One of the things for which Kshama Sawant's critics love to make fun of her is her call for a millionaires tax to fund transit expansion. "We don't have the authority," an exasperated Richard Conlin exclaimed at a recent candidates forum, "We can't do that in this city."

Silly girl.

But we can do that in this city. And in fact, we must do that in this city if we're ever going to have a hope of passing an income tax statewide.

First, let's dismiss with the common misconception about taxing authority: There is nothing in the state Constitution or the Revised Code of Washington (RCW) that explicitly denies municipal governments the authority to levy an income tax. Nothing. Go ahead—take a look. The legal barrier to an income tax stems from a 1933 state Supreme Court decision that defines income as property (every other court in the nation considers income to be a transaction), thus making an income tax unfeasible by subjecting it to the same constitutional and statutory limits as our property tax (a 1 percent aggregate cap, uniform rates, a maximum $15,000 exemption, and so on).

But there are two kinds of taxes under state law: Property taxes and, well, everything else. The sales tax, the B&O tax, the gas tax, the syrup tax, the oil spill response tax, etc.—these are all forms of excise taxes that are defined and regulated within the RCW. Many of these excise taxes are "privilege taxes"—taxes imposed on the privilege of engaging in a specific economic activity—and state law restricts cities' abilities to impose nearly every privilege tax you can conceive of. But earning income is not one them. Because, why bother? A local income tax has been unfeasible since 1933, so state lawmakers never saw the need to restrict or prohibit local governments from imposing one.

And cities have the authority to levy any privilege tax not explicitly restricted or denied to them under state law.

This is an important point. Because the legal question raised should Seattle voters, say, pass an initiative imposing a tax on the privilege of earning an income in excess of $1 million is not whether the city has the authority to impose a privilege tax without prior state authority, but whether this tax is unconstitutional based on its apparent violation of the uniformity clause and the aggregate cap. In other words, this is an initiative that would bring the underlying constitutional question of the 1933 ruling—is income property?—back before the state Supreme Court.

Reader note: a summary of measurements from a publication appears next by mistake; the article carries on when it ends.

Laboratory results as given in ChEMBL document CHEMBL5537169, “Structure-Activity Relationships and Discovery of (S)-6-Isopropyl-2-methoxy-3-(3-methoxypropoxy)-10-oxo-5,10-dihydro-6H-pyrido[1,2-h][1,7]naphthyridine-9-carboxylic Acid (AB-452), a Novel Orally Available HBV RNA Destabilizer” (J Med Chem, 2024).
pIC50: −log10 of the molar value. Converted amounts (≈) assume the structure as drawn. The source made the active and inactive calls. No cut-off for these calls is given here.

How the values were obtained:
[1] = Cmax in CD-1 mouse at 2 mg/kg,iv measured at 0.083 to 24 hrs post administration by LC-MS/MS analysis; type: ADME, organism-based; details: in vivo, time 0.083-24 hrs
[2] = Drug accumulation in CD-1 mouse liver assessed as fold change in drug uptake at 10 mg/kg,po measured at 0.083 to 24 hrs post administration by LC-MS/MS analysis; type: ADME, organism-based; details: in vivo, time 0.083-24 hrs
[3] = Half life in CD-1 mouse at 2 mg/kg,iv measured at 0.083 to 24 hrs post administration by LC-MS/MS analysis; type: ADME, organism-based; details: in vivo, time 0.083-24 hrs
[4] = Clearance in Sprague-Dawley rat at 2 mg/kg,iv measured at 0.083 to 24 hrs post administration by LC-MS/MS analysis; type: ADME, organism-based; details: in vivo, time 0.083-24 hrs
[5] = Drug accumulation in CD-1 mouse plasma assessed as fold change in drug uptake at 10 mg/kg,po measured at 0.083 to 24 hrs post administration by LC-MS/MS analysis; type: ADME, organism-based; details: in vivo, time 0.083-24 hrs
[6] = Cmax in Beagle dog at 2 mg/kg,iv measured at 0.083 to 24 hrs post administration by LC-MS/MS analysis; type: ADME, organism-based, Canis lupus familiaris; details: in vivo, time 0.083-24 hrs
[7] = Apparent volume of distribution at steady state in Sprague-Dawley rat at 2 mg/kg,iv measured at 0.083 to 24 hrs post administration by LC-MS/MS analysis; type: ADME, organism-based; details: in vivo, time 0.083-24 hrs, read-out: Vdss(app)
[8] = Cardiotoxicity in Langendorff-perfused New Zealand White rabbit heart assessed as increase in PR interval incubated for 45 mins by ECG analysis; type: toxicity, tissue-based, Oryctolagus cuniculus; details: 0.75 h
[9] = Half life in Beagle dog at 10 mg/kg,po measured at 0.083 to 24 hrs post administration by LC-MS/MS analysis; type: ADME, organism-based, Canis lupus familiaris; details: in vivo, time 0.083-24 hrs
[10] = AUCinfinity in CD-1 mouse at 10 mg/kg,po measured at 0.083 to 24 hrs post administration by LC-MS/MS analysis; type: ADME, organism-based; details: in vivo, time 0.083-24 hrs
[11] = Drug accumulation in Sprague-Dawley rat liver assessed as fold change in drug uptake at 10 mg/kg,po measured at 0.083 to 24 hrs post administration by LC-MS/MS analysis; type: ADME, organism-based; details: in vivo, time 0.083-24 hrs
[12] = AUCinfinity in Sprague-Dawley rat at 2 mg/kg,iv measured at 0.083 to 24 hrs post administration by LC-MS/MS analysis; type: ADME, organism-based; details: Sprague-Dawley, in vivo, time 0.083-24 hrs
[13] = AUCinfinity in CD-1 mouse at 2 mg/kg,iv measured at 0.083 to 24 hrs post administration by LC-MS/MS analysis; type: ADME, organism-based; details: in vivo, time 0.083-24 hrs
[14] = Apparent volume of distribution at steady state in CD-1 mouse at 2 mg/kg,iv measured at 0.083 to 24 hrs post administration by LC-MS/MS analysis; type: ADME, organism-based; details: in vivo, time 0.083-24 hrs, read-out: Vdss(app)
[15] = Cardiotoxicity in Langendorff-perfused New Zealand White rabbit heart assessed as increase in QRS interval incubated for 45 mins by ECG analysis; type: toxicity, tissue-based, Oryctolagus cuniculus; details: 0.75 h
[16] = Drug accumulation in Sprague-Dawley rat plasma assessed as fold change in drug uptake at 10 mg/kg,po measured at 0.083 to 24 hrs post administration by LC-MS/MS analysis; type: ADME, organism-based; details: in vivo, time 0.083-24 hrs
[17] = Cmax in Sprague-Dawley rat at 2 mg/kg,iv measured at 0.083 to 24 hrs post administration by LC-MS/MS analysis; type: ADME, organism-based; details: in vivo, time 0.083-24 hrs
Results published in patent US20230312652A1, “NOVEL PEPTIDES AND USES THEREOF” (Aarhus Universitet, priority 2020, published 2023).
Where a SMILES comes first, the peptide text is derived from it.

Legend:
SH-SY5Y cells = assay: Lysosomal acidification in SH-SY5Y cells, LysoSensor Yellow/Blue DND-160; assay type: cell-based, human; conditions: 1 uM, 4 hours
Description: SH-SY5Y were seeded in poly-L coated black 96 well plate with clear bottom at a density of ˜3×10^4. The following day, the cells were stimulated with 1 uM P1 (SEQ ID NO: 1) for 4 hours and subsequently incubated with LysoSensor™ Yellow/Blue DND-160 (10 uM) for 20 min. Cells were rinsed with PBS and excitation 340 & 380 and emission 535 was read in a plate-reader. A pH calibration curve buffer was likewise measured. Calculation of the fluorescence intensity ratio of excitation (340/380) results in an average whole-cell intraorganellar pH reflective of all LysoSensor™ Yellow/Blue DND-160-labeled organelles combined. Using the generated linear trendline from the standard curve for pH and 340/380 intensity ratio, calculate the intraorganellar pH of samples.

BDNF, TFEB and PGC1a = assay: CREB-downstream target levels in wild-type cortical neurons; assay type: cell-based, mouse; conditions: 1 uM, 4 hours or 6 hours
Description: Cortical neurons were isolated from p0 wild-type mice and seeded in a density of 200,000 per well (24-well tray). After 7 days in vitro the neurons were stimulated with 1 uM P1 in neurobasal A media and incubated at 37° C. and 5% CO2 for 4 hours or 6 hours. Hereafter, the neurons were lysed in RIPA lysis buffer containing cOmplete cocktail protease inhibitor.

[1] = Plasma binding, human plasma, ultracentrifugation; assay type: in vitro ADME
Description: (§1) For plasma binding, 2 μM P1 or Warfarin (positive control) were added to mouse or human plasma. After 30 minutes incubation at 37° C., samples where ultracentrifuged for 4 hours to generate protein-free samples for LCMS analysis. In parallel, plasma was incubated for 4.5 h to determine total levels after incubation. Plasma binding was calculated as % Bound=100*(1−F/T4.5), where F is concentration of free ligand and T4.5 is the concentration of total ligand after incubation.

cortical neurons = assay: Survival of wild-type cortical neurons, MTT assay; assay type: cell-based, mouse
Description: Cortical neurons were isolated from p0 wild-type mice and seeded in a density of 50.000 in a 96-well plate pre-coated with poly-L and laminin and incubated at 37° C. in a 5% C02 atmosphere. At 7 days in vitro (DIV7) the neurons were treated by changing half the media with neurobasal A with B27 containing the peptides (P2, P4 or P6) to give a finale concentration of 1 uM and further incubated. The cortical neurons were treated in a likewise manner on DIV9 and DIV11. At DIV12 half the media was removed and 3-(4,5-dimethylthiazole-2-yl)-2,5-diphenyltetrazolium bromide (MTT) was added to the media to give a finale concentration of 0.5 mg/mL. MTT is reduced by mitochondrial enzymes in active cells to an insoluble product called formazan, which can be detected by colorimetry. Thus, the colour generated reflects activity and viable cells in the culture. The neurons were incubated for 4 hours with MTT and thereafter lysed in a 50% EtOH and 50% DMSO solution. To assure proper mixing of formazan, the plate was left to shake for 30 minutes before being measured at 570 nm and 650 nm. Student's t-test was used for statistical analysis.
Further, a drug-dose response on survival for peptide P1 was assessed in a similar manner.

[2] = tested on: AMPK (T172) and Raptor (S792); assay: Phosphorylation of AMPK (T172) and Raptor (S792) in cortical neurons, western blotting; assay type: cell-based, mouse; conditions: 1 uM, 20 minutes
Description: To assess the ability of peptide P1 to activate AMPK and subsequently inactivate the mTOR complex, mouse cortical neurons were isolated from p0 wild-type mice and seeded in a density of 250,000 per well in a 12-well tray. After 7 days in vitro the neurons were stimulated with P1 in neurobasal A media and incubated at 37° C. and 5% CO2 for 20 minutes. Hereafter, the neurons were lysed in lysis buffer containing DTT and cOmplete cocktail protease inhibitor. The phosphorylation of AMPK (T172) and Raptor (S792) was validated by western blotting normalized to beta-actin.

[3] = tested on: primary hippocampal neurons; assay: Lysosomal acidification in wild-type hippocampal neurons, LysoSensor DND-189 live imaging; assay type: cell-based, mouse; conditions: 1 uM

I'm no constitutional scholar, but respected attorneys like Hugh Spitzer and Bill Gates Sr. believe that there is a good chance that a modern court would overturn that outdated 1933 ruling. Precedent counts for a lot, but as the Robert's court routinely demonstrates, not everything. So who knows?

If the court upholds the 1933 decision, then fuck. A constitutional amendment would be the only solution, and we're never going to get that, the political establishment will tell you, so why even bother talking about an income tax? Which is pretty much the can't-do attitude we're faced with now.

But if the court overturns the 1933 decision, then Katie bar the door! First, we'd have a millionaire's tax here in Seattle—exactly what Sawant's critics claim we cannot do. But more importantly, without the 1933 decision for politicians to hide behind, we'd finally be able to force a statewide conversation on tax reform. It won't be easy. It won't be quick. But at least an income tax would be on the table. And that's the first step toward making a statewide income tax politically possible.

But to have that conversation we need to overturn the 1933 ruling, and to get that issue before the court, we need to pass an income tax somewhere. And that somewhere is Seattle, the city where 2010's Initiative 1098—the high earners income tax—passed with 68 percent of the vote at the same time anti-tax fucktards throughout the rest of the state defeated the measure by an equally impressive margin.

Seattleites can no longer afford to wait for Olympia to act to address our needs. Like we did on paid sick leave—like we're about to do on the minimum wage and on universal preschool—progressive Seattle needs to take the lead on progressive taxation, and then drag the rest of the state with us. Either that, or we can just quietly watch our region's competitiveness eaten away by our regressive and unsustainable tax structure.